Haseena HatimThe pandemic led to many mothers juggling between working and homeschooling and dealing with everything in between. Haseena, has a unique situation as a care assistant at a primary school for children with special needs, including those on the spectrum and as a mother of three, two of whom have severe global development delay. She also does voluntary work as a PTA member at Kingsley High School and is a member of the Harrow Parent Forum. Usually, her daughters attend a Day Centre where they have various activities to keep her daughters and others engaged and simulated throughout the day. With the pandemic, this Day Centre was closed and Haseena took each day as it came – managing her household and taking care of her daughters by trying new activities with them, attending Zoom sessions hosted by the Day Centre, and re-creating an educational environment for her daughters. Throughout this all, Haseena truly embraced the benefits of technology and remained positive and optimistic that this experience made her stronger and that despite the uncertainty of it all, she learned so much.
Humera ShamsuddinLike many other entrepreneurs, Humera started her own business during the first lockdown. As a passionate baker, she opened ‘Humsiee Cakes’ alongside her full time job working as a project manager in a law firm. Humera found herself learning more techniques and experimenting with different flavours. Despite the troubles the pandemic had brought, Humera was aware that globally the world was suffering – for causes unrelated to COVID-19. Therefore, Humera actively decided to ensure her business had a charitable aspect. During the occasion of Eid-ul-Adha, she donated 20% to the humanitarian crisis in Yemen, where a child dies every ten minutes. This fundraiser raised over £250. Later in 2020, Humera held two charitable weekends where all the proceeds from her bakes were donated to charity. Over the two weekends, Humera raised almost £400 and was able to donate to relief efforts for the bomb blasts in Beirut and to aid the Yemen crisis. On a more local level, in December Humera donated two cakes and cupcakes to a local food bank, at which she helped to distribute food that day. She felt it rewarding to be a part of a local team to help provide and distribute food to those less fortunate and make an impact in her local community.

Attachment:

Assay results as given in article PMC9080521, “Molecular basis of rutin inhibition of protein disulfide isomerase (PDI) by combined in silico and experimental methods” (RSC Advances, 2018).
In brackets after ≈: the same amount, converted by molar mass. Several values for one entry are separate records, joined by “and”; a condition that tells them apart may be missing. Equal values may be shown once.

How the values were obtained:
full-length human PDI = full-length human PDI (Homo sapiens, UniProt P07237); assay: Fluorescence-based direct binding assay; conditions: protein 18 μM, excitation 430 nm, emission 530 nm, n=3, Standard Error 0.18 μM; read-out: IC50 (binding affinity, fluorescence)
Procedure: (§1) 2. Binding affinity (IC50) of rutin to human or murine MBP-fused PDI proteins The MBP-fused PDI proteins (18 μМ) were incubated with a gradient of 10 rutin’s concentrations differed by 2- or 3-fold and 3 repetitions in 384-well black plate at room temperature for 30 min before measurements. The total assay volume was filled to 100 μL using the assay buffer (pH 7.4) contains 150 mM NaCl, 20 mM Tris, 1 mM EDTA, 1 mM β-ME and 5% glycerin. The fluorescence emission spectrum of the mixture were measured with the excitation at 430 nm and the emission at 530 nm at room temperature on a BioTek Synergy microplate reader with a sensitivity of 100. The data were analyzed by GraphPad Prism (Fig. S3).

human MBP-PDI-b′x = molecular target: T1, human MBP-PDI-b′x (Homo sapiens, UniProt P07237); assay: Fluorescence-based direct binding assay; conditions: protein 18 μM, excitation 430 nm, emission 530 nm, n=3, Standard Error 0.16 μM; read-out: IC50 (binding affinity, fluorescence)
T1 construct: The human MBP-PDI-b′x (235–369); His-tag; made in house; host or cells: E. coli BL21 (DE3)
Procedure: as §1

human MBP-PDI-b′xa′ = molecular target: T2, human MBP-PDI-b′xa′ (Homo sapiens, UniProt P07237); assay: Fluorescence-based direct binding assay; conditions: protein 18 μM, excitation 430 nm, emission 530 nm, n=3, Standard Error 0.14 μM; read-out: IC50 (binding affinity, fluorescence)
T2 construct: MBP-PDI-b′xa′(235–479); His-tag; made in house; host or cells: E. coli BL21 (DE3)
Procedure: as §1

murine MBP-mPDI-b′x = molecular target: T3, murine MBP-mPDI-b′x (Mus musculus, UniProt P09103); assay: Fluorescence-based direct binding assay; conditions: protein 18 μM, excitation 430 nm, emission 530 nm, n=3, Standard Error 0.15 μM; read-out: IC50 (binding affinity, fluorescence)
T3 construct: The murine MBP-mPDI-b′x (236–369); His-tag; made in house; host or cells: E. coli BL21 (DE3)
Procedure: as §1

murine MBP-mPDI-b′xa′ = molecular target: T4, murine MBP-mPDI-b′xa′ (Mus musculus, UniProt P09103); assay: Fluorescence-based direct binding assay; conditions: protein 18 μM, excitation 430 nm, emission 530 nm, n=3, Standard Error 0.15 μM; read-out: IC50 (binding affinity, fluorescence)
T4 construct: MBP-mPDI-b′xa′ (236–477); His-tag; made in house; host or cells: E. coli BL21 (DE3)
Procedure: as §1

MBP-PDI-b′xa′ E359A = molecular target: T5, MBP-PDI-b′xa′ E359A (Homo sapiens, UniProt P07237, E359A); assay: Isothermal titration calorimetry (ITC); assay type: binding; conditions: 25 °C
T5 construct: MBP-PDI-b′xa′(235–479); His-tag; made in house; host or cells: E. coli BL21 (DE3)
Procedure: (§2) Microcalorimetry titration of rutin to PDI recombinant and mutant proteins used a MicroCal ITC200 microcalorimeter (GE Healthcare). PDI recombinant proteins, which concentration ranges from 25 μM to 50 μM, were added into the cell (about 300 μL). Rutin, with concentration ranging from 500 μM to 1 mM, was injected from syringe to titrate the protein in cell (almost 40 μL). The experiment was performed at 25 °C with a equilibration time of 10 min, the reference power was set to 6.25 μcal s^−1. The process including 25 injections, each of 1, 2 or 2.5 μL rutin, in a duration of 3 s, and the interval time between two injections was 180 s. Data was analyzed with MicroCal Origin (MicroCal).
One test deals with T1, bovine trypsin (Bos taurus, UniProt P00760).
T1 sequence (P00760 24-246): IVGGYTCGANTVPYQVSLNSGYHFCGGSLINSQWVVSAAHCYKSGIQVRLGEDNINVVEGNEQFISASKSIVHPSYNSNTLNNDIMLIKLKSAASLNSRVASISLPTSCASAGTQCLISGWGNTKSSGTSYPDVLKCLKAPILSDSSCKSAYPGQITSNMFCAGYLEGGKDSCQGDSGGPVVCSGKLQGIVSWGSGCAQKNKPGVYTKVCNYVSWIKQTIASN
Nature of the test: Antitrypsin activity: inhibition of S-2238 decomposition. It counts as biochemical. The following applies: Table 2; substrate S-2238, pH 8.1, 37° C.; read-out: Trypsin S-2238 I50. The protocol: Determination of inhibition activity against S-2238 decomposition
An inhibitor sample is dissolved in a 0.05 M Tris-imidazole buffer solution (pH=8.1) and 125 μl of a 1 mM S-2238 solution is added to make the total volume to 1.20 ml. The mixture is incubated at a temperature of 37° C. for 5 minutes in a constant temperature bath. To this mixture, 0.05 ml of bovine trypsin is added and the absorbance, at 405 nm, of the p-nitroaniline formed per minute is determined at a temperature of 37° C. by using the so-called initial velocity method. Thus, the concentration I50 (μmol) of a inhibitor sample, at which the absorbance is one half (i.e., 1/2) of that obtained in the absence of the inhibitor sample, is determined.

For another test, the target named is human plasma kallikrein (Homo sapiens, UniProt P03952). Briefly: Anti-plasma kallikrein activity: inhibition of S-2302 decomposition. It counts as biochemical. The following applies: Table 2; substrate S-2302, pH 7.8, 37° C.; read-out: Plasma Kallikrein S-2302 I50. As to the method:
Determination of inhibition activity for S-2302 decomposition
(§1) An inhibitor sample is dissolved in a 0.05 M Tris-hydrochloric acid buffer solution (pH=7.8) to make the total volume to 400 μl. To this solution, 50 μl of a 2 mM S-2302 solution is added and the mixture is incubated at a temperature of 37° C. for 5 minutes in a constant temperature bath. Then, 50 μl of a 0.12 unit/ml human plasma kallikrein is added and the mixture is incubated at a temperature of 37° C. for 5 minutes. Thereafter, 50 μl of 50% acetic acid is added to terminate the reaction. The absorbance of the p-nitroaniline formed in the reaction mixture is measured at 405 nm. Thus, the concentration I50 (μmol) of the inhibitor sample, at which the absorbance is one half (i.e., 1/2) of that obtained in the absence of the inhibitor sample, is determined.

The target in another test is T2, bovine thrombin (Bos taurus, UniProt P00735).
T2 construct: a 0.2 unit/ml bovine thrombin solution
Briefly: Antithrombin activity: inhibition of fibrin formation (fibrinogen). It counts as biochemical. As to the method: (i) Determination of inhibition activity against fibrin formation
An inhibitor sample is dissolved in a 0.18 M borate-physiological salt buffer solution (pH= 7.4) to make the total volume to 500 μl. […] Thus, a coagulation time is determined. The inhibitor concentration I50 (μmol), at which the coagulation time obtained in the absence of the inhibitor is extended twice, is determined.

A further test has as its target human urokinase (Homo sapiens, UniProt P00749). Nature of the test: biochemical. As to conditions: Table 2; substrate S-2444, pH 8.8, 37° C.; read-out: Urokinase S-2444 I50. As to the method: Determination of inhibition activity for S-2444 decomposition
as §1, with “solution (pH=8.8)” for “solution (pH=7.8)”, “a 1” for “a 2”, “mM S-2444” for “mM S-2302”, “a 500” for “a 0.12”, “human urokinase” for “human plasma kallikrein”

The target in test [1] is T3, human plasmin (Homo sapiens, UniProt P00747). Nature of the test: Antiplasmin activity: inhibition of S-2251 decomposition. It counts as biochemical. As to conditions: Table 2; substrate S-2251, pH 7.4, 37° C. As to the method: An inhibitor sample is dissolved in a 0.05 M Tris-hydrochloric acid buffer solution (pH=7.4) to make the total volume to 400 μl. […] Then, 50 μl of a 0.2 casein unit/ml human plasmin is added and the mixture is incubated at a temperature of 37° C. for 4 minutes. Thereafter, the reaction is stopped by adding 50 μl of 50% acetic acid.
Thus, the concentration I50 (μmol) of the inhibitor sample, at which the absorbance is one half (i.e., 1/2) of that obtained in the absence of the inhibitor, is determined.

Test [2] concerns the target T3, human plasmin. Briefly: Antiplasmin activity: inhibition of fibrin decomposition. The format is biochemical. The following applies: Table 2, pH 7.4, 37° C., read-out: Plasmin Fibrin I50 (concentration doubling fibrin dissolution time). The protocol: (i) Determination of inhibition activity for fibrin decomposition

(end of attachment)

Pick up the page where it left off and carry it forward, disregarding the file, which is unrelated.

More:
Husena Jiwanji, Nafisa Husain & Batul Rasul
From a young age, Dawoodi Bohras are taught to care for and treat their elders with utmost respect. Husena, a retired registered nurse, Nafisa, a senior health care assistant, and Batul, a homeopath, live their lives exemplifying this ethos. Throughout the pandemic, despite their age and own family responsibilities, they took it upon themselves to focus and provide assistance to those elderly who are alone, are without any next of kin, and have no other family support. For many years, and especially during the pandemic, Husena, Nafisa and Batul, made social visits to the elderly to help fulfil their basic food shopping requests. They would also accompany them to doctors and hospital visits and provide support for them during their social care requests. Using their healthcare professional backgrounds, they acted as liaisons for the elderly with other health care and social service workers to ensure they got the best help and support, as they equally deserve and need. With mental health illness on the rise during the pandemic, Husena, Nafisa and Batul helped many of their peers overcome feelings of loneliness and isolation whilst helping them build confidence to advocate for themselves.